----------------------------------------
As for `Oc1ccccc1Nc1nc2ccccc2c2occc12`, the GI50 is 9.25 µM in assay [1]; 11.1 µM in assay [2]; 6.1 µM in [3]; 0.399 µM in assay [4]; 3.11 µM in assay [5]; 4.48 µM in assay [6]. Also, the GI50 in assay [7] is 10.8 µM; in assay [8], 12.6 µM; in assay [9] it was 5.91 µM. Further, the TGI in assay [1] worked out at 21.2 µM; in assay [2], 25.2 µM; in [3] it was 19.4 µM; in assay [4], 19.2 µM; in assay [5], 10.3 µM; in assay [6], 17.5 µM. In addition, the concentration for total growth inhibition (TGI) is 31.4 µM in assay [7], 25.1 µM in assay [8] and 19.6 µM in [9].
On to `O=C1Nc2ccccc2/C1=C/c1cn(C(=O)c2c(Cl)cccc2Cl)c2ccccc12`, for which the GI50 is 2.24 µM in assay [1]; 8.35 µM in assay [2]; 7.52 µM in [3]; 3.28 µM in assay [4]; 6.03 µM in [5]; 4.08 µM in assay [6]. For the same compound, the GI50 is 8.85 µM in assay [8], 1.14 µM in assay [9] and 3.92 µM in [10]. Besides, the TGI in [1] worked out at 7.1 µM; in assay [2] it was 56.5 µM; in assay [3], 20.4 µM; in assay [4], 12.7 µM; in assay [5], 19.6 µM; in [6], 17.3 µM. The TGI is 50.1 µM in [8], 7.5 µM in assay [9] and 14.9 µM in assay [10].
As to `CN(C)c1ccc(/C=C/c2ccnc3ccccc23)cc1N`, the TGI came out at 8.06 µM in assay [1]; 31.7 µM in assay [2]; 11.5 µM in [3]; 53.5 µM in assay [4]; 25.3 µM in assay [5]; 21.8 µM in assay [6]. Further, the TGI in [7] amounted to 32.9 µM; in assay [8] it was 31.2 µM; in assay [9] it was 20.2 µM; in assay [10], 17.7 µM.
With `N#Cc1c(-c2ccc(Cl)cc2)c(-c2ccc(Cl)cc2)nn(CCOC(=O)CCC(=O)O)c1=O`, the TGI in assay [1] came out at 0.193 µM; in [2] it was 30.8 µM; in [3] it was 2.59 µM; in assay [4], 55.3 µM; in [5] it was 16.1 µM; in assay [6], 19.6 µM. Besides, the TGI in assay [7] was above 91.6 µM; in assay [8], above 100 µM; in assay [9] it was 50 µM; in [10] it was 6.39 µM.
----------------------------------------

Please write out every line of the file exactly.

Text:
As for `Oc1ccccc1Nc1nc2ccccc2c2occc12`, the GI50 is 9.25 µM in assay [1]; 11.1 µM in assay [2]; 6.1 µM in [3]; 0.399 µM in assay [4]; 3.11 µM in assay [5]; 4.48 µM in assay [6]. Also, the GI50 in assay [7] is 10.8 µM; in assay [8], 12.6 µM; in assay [9] it was 5.91 µM. Further, the TGI in assay [1] worked out at 21.2 µM; in assay [2], 25.2 µM; in [3] it was 19.4 µM; in assay [4], 19.2 µM; in assay [5], 10.3 µM; in assay [6], 17.5 µM. In addition, the concentration for total growth inhibition (TGI) is 31.4 µM in assay [7], 25.1 µM in assay [8] and 19.6 µM in [9].
On to `O=C1Nc2ccccc2/C1=C/c1cn(C(=O)c2c(Cl)cccc2Cl)c2ccccc12`, for which the GI50 is 2.24 µM in assay [1]; 8.35 µM in assay [2]; 7.52 µM in [3]; 3.28 µM in assay [4]; 6.03 µM in [5]; 4.08 µM in assay [6]. For the same compound, the GI50 is 8.85 µM in assay [8], 1.14 µM in assay [9] and 3.92 µM in [10]. Besides, the TGI in [1] worked out at 7.1 µM; in assay [2] it was 56.5 µM; in assay [3], 20.4 µM; in assay [4], 12.7 µM; in assay [5], 19.6 µM; in [6], 17.3 µM. The TGI is 50.1 µM in [8], 7.5 µM in assay [9] and 14.9 µM in assay [10].
As to `CN(C)c1ccc(/C=C/c2ccnc3ccccc23)cc1N`, the TGI came out at 8.06 µM in assay [1]; 31.7 µM in assay [2]; 11.5 µM in [3]; 53.5 µM in assay [4]; 25.3 µM in assay [5]; 21.8 µM in assay [6]. Further, the TGI in [7] amounted to 32.9 µM; in assay [8] it was 31.2 µM; in assay [9] it was 20.2 µM; in assay [10], 17.7 µM.
With `N#Cc1c(-c2ccc(Cl)cc2)c(-c2ccc(Cl)cc2)nn(CCOC(=O)CCC(=O)O)c1=O`, the TGI in assay [1] came out at 0.193 µM; in [2] it was 30.8 µM; in [3] it was 2.59 µM; in assay [4], 55.3 µM; in [5] it was 16.1 µM; in assay [6], 19.6 µM. Besides, the TGI in assay [7] was above 91.6 µM; in assay [8], above 100 µM; in assay [9] it was 50 µM; in [10] it was 6.39 µM.